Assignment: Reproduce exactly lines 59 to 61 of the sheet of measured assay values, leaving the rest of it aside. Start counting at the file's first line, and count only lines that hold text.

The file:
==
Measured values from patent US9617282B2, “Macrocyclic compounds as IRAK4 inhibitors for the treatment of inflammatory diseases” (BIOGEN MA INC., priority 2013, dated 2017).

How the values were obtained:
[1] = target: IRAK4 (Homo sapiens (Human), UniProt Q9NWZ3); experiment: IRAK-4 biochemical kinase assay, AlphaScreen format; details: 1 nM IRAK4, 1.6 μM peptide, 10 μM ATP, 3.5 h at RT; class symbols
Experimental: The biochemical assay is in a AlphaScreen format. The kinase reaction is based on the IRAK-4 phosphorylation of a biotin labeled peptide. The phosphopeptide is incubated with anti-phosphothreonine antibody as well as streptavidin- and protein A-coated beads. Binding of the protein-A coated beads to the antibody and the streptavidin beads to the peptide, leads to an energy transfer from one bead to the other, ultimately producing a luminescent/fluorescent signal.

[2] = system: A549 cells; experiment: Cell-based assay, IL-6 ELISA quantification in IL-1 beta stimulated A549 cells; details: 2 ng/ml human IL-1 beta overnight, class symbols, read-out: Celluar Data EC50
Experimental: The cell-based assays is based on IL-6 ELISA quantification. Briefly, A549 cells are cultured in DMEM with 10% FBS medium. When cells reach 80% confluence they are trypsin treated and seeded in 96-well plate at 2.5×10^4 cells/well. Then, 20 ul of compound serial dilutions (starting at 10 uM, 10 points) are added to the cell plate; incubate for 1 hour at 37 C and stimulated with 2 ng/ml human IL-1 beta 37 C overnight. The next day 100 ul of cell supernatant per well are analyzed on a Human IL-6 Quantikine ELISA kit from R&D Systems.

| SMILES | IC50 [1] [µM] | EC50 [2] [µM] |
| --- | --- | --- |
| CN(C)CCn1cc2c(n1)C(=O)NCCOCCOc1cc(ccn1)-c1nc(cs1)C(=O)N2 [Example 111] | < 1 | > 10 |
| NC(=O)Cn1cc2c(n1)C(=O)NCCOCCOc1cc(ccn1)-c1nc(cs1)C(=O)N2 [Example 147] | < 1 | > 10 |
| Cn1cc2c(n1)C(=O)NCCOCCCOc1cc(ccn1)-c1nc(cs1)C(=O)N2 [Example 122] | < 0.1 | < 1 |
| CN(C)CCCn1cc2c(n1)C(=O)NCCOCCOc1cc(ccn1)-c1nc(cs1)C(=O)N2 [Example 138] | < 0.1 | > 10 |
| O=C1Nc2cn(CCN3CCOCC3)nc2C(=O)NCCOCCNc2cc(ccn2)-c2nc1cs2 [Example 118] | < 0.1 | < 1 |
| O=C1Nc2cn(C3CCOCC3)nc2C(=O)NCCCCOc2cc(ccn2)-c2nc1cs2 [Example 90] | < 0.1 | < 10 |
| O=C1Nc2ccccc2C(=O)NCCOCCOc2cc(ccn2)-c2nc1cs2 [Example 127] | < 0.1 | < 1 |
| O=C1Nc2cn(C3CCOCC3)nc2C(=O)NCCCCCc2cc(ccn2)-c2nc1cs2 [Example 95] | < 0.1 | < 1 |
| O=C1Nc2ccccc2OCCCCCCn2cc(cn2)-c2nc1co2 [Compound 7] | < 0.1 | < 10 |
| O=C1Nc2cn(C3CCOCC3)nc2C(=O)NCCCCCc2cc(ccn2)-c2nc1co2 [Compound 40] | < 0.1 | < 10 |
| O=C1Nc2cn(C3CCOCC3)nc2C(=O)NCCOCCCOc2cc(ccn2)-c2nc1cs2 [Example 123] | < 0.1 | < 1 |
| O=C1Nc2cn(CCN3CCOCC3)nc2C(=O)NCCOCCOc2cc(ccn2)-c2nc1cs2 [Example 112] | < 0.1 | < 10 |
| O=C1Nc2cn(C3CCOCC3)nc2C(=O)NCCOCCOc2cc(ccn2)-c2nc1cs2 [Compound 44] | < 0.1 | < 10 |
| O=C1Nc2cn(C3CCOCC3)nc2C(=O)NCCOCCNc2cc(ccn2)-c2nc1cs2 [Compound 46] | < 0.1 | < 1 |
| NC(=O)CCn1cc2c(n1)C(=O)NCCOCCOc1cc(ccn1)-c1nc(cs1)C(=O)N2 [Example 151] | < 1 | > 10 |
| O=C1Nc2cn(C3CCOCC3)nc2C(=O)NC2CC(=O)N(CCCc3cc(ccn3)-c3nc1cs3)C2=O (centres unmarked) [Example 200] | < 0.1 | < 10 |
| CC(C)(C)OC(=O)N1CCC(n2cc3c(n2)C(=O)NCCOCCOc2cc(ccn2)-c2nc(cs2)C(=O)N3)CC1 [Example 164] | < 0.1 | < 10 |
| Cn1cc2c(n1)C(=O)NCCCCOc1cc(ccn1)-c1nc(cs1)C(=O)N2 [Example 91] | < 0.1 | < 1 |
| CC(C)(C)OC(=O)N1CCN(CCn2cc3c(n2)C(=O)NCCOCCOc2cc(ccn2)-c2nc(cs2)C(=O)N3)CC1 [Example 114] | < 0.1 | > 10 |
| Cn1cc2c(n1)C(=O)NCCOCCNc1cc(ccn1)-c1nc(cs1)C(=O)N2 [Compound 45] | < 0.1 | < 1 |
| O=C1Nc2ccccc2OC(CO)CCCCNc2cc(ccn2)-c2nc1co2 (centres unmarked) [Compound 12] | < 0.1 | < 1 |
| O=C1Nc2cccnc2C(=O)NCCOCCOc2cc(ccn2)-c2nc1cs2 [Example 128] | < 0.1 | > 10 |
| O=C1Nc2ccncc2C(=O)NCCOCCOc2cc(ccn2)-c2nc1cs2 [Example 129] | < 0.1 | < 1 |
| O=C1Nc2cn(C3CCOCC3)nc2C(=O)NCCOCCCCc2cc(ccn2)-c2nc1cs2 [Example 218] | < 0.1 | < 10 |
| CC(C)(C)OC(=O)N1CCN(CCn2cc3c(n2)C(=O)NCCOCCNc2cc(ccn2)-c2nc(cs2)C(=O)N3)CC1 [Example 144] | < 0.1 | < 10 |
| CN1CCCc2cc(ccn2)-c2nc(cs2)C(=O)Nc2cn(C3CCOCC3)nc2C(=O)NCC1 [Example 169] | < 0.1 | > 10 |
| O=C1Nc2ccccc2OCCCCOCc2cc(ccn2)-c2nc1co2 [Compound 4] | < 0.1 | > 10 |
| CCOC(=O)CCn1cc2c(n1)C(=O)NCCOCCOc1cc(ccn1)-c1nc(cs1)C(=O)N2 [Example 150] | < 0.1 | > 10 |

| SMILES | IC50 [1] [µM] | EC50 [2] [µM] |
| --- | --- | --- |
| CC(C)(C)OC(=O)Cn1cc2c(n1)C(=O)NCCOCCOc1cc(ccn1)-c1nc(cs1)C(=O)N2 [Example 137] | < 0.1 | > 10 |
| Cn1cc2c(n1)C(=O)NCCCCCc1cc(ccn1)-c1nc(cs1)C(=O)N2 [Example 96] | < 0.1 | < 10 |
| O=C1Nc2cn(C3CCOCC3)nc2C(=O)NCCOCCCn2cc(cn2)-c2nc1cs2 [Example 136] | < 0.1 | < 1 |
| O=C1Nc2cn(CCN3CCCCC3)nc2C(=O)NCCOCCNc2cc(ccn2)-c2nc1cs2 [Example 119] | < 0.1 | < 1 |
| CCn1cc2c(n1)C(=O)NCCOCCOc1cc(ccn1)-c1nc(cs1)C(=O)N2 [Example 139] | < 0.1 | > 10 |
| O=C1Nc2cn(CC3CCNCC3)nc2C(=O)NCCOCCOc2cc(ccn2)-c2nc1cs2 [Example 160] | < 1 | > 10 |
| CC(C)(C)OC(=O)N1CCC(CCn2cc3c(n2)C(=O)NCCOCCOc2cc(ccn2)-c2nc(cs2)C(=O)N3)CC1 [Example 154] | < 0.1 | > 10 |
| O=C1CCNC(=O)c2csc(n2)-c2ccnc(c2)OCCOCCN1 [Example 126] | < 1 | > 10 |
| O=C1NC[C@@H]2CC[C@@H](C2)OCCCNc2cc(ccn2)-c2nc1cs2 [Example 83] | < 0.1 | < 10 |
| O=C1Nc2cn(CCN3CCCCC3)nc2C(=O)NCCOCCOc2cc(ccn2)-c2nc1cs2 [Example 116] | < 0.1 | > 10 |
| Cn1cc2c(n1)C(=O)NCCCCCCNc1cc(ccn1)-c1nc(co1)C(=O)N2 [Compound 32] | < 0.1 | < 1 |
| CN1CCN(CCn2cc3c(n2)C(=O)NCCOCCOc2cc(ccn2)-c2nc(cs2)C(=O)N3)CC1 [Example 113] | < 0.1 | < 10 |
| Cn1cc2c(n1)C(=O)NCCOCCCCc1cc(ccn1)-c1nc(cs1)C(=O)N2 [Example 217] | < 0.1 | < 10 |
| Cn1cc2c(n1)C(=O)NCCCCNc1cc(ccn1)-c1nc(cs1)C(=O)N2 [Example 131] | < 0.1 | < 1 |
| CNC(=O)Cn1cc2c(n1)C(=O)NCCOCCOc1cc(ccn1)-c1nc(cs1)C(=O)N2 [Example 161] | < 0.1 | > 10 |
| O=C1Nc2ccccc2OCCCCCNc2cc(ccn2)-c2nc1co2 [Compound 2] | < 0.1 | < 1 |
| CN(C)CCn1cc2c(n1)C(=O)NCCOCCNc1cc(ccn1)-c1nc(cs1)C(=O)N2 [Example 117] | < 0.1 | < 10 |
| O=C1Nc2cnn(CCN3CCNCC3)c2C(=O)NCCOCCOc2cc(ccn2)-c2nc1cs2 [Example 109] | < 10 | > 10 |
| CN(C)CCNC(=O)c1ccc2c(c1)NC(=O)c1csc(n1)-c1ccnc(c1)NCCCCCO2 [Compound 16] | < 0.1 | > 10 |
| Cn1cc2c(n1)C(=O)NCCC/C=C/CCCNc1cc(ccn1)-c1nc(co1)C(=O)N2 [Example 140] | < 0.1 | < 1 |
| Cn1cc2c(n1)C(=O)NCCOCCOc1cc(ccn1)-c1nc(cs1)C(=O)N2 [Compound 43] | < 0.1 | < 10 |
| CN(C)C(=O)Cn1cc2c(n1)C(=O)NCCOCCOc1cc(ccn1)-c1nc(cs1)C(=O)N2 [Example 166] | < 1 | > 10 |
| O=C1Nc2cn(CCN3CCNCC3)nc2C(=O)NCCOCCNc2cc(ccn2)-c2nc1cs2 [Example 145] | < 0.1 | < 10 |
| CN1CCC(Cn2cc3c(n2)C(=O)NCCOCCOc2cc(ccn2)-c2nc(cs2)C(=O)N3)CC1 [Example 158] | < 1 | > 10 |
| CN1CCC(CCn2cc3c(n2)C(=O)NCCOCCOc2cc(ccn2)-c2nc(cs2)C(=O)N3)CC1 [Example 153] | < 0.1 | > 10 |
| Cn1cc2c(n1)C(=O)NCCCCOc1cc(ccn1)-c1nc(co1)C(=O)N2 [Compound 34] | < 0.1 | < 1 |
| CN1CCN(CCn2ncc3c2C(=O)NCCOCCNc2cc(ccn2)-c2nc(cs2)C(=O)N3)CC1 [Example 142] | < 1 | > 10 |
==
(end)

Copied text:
| Cn1cc2c(n1)C(=O)NCCOCCOc1cc(ccn1)-c1nc(cs1)C(=O)N2 [Compound 43] | < 0.1 | < 10 |
| CN(C)C(=O)Cn1cc2c(n1)C(=O)NCCOCCOc1cc(ccn1)-c1nc(cs1)C(=O)N2 [Example 166] | < 1 | > 10 |
| O=C1Nc2cn(CCN3CCNCC3)nc2C(=O)NCCOCCNc2cc(ccn2)-c2nc1cs2 [Example 145] | < 0.1 | < 10 |